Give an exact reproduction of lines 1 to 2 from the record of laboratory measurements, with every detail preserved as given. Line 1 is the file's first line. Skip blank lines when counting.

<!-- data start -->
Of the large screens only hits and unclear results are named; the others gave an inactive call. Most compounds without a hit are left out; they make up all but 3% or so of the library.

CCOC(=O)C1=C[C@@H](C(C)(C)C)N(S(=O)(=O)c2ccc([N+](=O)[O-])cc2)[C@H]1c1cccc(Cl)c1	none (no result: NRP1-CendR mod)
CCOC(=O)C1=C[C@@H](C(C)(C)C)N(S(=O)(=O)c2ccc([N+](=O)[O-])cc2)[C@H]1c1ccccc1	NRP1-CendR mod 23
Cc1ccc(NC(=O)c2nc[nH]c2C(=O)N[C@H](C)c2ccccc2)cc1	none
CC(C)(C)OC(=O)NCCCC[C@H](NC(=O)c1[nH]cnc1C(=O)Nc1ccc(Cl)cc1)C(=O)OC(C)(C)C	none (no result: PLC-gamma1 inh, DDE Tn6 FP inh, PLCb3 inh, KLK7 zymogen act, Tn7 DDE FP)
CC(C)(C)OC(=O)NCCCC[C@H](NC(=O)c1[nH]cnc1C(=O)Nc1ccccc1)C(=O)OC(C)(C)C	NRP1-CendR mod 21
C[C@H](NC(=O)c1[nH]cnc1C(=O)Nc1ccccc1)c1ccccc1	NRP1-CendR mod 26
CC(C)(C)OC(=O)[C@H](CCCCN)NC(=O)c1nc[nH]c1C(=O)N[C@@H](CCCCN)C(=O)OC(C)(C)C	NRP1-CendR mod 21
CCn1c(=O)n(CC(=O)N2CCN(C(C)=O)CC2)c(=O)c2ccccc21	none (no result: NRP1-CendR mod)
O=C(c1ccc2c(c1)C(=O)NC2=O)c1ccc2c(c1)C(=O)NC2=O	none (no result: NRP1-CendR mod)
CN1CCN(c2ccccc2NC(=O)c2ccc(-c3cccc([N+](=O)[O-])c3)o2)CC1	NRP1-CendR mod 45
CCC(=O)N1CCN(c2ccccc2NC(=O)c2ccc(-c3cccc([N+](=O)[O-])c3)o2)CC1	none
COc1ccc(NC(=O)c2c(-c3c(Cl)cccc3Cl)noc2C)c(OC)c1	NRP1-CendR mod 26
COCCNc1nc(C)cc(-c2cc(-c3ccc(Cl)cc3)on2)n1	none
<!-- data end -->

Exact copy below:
Of the large screens only hits and unclear results are named; the others gave an inactive call. Most compounds without a hit are left out; they make up all but 3% or so of the library.

CCOC(=O)C1=C[C@@H](C(C)(C)C)N(S(=O)(=O)c2ccc([N+](=O)[O-])cc2)[C@H]1c1cccc(Cl)c1	none (no result: NRP1-CendR mod)